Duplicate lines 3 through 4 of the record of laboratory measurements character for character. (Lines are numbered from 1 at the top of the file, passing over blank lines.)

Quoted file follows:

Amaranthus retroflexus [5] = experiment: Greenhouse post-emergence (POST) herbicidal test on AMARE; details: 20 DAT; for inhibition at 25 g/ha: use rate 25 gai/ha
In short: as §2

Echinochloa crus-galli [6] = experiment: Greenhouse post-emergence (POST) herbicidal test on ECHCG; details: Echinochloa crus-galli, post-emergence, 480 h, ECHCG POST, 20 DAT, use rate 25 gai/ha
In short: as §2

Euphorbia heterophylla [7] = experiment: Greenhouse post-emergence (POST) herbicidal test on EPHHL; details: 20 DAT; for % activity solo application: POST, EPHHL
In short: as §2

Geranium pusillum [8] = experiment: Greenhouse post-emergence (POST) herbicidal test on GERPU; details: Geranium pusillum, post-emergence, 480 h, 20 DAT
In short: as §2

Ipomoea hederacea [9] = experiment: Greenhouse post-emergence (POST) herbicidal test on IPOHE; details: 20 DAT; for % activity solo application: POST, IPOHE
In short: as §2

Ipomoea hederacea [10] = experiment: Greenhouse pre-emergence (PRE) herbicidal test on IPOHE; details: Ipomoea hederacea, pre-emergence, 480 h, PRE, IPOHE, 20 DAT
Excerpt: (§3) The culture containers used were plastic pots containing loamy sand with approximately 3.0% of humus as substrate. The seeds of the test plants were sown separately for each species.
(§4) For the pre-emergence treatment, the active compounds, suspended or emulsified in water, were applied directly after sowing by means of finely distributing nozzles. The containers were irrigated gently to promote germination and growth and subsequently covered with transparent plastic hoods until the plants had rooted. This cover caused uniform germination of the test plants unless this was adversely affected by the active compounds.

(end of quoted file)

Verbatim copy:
Echinochloa crus-galli [6] = experiment: Greenhouse post-emergence (POST) herbicidal test on ECHCG; details: Echinochloa crus-galli, post-emergence, 480 h, ECHCG POST, 20 DAT, use rate 25 gai/ha
In short: as §2